From the Iron Age to the Romans and into the Middle Ages - treasures left in Lincolnshire through the centuries.
Approaching Lincoln by train or roadway, the towers of Lincoln cathedral can be seen for miles perched on the only hilltop across the fat Lincolnshire fens. The Romans first settled a legion here on what was an Iron Age site: Lindum Colonia. A millennium later, William the Conqueror saw the spot as perfect for building an imposing castle and cathedral church. Subsequently, the twin fortresses of state and church became centers of politics and wealth throughout the Middle Ages. As county town for Lincolnshire, it has remained the political and economic hub of England’s third-largest county. The treasures left through centuries of rich history make Lincoln a great visit today.
Lincoln is about a three-hour drive up from London. Take the A1 from the M25 to Newark. Then, the A46 leads straight into town. It takes half the time by train from King’s cross, though you may have to change in Newark.
A room with a view
Down by the River Witham, the “lower city” is Lincoln’s commercial center for this city of 125,000, with a large pedestrianized shopping precinct, nightlife and transportation hubs that all have a decidedly contemporary feel. The “upper city” of cathedral and castle precinct, however, is the place to stay for a couple of nights. There are a number of fine options. The 3-star White Hart Hotel is a classic hostelry just outside the cathedral close. Within the close itself, the recently-opened Old Palace Hotel offers contemporary style in the medieval Bishop’s Palace. The Lincoln Hotel on Eastgate is a modern hotel just across the street from the cathedral. get a balcony room on the front for the most exquisite views of the cathedral lit up at night.
Lincoln’s twin world-class attractions
Raised over the course of 300 years, Lincoln Cathedral is England’s third-largest. Building began in 1088, with the round Norman arches of the west front. Then, following an 1185 earthquake, the rebuilding was decidedly gothic. Its three looming towers at 271 feet were raised during the 14th century. Before the central tower’s spire toppled in the 16th century, Lincoln cathedral was the tallest building in the world for 300 years. Some 80 buildings in the cathedral close represent architectural styles through the ages. Oldest is The Vicar’s court, dating from the late 13th century.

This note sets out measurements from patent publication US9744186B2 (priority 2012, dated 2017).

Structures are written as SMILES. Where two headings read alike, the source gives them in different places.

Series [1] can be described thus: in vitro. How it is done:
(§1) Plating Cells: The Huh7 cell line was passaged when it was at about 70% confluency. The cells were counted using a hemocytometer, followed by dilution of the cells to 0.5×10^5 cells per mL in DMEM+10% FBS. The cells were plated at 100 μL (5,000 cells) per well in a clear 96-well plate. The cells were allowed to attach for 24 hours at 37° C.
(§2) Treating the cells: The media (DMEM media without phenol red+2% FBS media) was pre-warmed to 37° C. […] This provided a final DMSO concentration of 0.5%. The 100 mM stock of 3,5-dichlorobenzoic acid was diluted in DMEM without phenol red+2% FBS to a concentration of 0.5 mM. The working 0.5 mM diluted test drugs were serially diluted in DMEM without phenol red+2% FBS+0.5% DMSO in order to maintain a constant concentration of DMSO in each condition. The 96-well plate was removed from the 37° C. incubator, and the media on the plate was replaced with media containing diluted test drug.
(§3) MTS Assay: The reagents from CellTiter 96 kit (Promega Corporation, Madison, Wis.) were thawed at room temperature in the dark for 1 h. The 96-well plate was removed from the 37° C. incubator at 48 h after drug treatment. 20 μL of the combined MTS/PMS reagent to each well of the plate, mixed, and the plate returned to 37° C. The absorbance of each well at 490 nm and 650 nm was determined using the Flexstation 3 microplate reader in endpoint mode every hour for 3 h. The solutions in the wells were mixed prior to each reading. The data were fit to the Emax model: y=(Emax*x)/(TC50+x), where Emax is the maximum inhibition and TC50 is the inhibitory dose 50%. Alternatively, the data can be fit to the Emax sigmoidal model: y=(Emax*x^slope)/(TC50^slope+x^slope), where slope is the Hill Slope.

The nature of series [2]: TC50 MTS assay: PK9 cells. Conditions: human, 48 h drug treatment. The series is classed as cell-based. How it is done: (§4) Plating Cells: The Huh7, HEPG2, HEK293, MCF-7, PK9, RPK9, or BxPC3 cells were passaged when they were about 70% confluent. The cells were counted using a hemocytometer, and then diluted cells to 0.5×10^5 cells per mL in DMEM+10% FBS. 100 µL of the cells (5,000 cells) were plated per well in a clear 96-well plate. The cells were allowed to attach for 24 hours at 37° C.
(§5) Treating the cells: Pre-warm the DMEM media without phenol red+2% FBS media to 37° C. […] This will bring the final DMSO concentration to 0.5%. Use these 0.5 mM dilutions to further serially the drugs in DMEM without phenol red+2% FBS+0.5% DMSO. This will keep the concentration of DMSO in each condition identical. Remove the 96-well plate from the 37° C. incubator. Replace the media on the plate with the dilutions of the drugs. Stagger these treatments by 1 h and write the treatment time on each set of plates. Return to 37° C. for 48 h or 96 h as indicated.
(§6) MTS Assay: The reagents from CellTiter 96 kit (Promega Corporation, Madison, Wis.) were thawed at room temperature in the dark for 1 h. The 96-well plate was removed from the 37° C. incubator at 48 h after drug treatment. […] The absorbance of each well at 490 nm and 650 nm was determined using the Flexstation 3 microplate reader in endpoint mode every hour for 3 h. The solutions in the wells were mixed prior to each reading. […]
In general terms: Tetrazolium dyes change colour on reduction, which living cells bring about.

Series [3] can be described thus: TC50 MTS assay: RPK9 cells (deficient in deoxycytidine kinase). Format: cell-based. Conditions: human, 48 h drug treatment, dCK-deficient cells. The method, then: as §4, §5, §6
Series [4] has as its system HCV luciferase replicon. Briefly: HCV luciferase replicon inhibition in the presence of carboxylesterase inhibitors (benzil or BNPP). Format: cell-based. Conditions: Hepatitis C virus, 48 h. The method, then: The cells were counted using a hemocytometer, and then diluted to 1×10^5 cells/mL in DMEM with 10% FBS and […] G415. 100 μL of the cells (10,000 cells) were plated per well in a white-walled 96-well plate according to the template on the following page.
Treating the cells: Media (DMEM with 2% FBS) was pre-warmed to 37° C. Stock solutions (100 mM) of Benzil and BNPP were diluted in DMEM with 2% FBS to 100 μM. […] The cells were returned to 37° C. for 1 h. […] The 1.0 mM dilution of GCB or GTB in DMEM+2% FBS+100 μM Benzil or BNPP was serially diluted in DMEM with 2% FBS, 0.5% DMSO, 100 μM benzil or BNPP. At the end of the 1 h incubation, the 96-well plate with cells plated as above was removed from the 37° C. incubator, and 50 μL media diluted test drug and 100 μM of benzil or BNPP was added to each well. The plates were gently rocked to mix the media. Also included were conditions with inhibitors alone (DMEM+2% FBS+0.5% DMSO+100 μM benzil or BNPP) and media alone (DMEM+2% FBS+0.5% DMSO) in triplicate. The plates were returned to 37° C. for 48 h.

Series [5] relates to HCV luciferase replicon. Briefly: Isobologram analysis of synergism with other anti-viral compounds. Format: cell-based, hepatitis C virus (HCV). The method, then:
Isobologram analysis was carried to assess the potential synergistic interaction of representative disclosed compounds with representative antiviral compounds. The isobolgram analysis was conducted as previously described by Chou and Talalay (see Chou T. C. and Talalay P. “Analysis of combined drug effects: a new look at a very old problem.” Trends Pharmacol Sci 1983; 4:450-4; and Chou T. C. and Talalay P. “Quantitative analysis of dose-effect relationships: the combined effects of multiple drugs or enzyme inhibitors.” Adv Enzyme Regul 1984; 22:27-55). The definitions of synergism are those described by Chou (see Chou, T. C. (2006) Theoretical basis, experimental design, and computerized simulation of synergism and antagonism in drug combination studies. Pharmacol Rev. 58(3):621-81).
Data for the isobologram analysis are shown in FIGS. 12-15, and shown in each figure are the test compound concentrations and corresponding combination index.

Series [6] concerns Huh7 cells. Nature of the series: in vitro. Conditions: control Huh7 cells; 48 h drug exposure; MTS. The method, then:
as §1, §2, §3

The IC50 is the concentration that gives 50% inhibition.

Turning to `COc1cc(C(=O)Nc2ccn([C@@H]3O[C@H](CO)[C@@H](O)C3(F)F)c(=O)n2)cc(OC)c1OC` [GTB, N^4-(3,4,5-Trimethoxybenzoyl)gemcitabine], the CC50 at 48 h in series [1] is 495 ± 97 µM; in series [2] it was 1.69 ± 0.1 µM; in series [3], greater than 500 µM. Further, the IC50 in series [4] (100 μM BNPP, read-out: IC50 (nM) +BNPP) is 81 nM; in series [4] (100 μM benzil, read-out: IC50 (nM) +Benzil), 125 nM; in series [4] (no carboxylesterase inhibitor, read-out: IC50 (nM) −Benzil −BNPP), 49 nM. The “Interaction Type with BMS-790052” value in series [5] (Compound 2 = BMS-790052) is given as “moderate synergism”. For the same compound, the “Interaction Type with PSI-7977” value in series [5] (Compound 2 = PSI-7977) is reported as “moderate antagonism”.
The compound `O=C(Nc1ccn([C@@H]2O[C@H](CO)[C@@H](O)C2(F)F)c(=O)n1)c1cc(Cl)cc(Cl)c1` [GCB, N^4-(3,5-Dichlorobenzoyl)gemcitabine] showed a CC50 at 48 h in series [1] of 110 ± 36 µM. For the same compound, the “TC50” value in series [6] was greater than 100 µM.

Just across a cobbled square rise the battlements of Lincoln castle. Ordered by William the conqueror in 1068, the castle has been in continuous use ever since, changing through the centuries to meet the times. Its curtain walls enclosed an intact Victorian prison, and Lincoln’s Magistrates court sits on the grounds. British Heritage reported on the major rebuilding project at Lincoln castle (May 2013). Now, work is almost complete, with the new exhibition center for Lincoln’s copy of Magna Carta (one of four surviving originals) opening in April — just in time for Magna Carta's 800 anniversary.
Between castle and cathedral, Lincoln’s Tourist Information centre (TIC) sits in Castle Square. As always, the TIC provides a great resource for current events as well as street maps and brochures on Lincoln and Lincolnshire attractions. You might take a meal or liquid refreshments in the Magna Carta pub across the way.
Much to see and do in Lincoln
Leading downhill into the shopping district, quaint Steep Hill is aptly named. Apart from hiking down and back to the lower city, Lincoln is compact and easy to take in on foot. You might venture halfway down Steep Hill, however, to visit the Usher Gallery and the adjacent new building housing “The collection” — Lincolnshire’s county history museum and art gallery.
Just around the corner from the cathedral precinct, the Museum of Lincolnshire Life (with free admission) provides a panoply of the rural county’s life over the years: from farm implements, motor vehicles, shop and domestic interiors, locally manufactured goods and the history of the Lincolnshire Regiment. Among other gems, the world’s first military tanks were made in Lincoln.
Perhaps the city’s oldest feature is Newport Arch, straddling Bailgate — the only Roman arch in Britain through which traffic regularly travels.
Throughout the half dozen blocks of the upper city, dining and refreshment options abound, with traditional English pubs and dining as well as a variety of Asian and Mediterranean restaurants.
In the vicinity
Lincolnshire is an agricultural county. To the east, the pastoral Lincolnshire Wolds leading to Louth and Skegness are a delight. To the southeast lie the fertile fens, with a mile on mile of market gardens. Head for the historic port of Boston and St. Botolph’s church. Turning north, you might visit Gainsborough Old Hall or the market town of Epworth, home of John and Charles Wesley, and the Battle of Britain Memorial Flight at RAF Coningsby. Traveling by train, it is a short ride north to continue your adventures in York. As always, one is only spoiled for choice!
* Originally published in May 2017.